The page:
A new year calls for a development policy wish list. My wish list is about what the rich and powerful global actors– mostly but not solely in the United States – can do to improve lives among the poor and vulnerable around the world in the coming year.I find it harder than usual to make such a list this year. In our ever-more-global system the rich and powerful can have the largest impacts for good through global cooperation on collective action problems. (Think climate change, avoiding food and oil price hikes, minimizing global financial panics.) But global cooperation is becoming harder than ever to manage. Since World War II, the United States has led or at the very least been a willing follower. But the United States, gridlocked on key issues and preoccupied with a jobless recovery, seems less and less able and willing to lead.There are some bright spots. In 2010 the Obama Administration came up with the first ever presidential statement focused exclusively on development as an end in itself (and not only an instrument of national security and foreign policy, though very much that too) and promised greater multilateral engagement in its approach to development. And in the first-ever State Department review covering both diplomatic and development issues, Secretary Clinton committed to strengthening the “global” bureaus that deal with sex trafficking, climate, the global economy, the UN and other non-country, non-regional diplomatic challenges. (But for a broadside on that document see Anthony Cordesman’s post here.)Given rising concern about U.S. fiscal deficits, I’ve focused here on wishes that cost nothing in budget terms (though many of them do require political will and the attention of senior policymakers, both of which are scarcer than dollars). One wish comes with a $10 billion price tag, but also with a suggestion on how the money could be raised, making the entire list zero cost.Without further ado, my wish list:1. With regard to global governance, I hope that the White House works with other members of the IMF and the World Bank to establish a credible selection process for the next leaders of those institutions. For the IMF that could come in 2011 if Dominique Strauss-Kahn leaves to run for President of France. For the World Bank the White House would probably like to ignore the issue this year – but shouldn’t. Fixing this costs nothing and could matter a lot, as I’ve argued with Arvind Subramanian here, for greater and smarter provision of global public goods.2. For U.S. domestic climate policy (if you aren’t sure why this is on my list read this and this), I hope:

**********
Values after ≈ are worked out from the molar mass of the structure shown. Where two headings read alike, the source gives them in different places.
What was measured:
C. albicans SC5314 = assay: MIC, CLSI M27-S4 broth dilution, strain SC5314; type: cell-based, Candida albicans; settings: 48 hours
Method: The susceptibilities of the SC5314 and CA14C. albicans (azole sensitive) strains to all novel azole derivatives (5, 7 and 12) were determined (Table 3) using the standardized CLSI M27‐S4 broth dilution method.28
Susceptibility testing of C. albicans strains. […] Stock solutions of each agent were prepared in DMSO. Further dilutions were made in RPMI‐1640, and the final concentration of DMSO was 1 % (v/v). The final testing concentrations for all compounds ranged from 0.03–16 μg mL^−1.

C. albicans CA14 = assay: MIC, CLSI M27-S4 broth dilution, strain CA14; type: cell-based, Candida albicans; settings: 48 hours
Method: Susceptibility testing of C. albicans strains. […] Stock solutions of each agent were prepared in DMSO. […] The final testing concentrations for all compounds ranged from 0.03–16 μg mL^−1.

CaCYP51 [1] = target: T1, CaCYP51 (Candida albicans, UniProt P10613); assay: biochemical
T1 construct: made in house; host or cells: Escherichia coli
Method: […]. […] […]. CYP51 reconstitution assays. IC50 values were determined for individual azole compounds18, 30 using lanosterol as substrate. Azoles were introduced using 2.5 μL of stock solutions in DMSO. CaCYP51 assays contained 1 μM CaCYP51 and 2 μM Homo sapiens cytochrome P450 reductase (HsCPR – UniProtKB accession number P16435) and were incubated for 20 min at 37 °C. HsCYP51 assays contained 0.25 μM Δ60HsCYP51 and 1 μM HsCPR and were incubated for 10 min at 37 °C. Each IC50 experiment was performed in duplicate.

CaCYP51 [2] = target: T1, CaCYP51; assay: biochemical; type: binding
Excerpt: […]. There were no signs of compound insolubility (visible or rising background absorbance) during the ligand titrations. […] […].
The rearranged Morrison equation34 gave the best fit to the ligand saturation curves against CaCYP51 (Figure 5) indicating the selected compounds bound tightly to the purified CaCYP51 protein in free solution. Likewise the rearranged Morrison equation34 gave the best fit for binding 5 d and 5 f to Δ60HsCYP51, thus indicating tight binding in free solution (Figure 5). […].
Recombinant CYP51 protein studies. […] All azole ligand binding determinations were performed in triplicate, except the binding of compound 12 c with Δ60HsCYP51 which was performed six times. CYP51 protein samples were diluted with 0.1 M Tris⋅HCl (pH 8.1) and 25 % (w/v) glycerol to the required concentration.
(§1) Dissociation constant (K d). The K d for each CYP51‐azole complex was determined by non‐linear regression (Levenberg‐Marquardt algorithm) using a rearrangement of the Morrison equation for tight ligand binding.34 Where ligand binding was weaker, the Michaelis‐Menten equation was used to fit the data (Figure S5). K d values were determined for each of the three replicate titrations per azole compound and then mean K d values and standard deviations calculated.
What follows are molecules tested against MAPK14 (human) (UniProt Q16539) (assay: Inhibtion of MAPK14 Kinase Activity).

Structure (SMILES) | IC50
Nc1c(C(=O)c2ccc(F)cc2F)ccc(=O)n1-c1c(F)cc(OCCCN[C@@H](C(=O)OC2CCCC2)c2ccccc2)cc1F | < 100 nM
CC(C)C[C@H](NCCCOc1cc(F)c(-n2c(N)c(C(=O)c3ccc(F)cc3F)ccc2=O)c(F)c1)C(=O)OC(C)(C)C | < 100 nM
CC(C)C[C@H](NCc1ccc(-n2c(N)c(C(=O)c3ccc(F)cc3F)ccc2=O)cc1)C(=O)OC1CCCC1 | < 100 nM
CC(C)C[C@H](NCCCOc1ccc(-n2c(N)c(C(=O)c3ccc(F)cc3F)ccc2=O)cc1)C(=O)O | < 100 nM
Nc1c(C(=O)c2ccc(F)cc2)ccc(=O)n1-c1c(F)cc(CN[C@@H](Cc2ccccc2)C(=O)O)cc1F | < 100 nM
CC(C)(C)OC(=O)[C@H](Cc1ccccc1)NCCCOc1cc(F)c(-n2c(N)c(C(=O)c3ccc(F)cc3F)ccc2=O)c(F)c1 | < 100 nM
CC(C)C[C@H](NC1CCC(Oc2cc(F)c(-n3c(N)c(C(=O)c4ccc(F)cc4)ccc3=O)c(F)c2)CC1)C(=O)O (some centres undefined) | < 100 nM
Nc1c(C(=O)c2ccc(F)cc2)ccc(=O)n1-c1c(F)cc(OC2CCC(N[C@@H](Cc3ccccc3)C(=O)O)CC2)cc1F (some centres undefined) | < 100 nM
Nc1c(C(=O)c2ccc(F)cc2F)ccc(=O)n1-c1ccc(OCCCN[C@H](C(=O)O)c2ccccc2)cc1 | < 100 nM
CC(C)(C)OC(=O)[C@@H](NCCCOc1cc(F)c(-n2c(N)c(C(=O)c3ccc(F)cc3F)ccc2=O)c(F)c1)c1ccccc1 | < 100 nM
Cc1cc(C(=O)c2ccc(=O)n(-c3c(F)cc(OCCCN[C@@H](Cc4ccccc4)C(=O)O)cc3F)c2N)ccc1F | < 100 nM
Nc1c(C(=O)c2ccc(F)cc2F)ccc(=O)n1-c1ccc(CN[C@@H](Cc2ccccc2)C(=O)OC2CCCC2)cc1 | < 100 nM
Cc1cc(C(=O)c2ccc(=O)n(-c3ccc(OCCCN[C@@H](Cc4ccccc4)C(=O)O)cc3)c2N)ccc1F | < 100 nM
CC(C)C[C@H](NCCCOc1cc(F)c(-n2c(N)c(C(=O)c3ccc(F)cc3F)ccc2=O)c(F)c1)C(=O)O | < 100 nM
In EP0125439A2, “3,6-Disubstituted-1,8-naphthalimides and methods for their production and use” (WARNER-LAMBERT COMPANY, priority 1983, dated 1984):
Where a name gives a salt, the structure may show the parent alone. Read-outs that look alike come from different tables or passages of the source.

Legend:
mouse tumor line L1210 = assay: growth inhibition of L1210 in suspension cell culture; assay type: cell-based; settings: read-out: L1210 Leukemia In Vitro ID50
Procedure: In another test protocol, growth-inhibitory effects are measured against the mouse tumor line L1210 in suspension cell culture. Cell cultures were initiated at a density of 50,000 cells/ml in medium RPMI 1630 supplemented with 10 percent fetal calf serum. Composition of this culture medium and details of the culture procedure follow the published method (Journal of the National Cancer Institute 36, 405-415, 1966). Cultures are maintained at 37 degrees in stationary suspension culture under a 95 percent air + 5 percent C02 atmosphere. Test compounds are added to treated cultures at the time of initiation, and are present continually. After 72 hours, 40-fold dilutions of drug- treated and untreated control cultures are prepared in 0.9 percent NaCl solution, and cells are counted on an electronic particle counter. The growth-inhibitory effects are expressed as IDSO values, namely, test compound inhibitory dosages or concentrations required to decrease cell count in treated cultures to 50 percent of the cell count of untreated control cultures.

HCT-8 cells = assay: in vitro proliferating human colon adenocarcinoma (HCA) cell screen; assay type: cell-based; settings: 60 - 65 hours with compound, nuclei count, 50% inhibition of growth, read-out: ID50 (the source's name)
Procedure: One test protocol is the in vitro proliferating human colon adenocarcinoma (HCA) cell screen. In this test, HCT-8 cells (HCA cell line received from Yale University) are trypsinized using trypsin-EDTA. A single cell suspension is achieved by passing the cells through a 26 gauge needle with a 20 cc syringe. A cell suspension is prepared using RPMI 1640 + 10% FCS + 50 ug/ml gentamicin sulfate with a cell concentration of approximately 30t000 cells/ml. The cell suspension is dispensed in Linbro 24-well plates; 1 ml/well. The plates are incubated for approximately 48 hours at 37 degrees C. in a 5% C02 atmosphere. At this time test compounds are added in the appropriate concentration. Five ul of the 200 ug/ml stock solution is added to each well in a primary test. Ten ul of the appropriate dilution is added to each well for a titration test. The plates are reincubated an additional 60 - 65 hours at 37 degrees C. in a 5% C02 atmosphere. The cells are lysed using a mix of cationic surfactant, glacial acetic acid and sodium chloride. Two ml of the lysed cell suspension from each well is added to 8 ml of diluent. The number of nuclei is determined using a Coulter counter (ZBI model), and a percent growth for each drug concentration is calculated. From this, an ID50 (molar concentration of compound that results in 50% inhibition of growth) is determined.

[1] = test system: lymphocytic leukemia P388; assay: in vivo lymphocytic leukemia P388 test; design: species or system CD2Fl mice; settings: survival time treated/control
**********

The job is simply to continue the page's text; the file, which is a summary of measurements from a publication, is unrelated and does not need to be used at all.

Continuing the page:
- That the United States spends a lot more public money on clean energy research and development (David Wheeler recommended $10 billion a year here, which would double public spending per GDP on energy research to 0.06 percent, still less than what the United States was spending in the 1970s;
- That one or more U.S. states implement a carbon-added tax (read about that idea here);
- That the Obama Administration sends legislation to Congress imposing a variable gasoline tax (as a deficit reduction measure or if politically easier fully rebatable on a per capita basis), something I hoped for last year. This could easily generate the $10 billion needed for clean energy R&D, most of the benefits of which would go directly to Americans, while reducing U.S. carbon emissions with positive spill-over effects to benefit poor people in the developing world.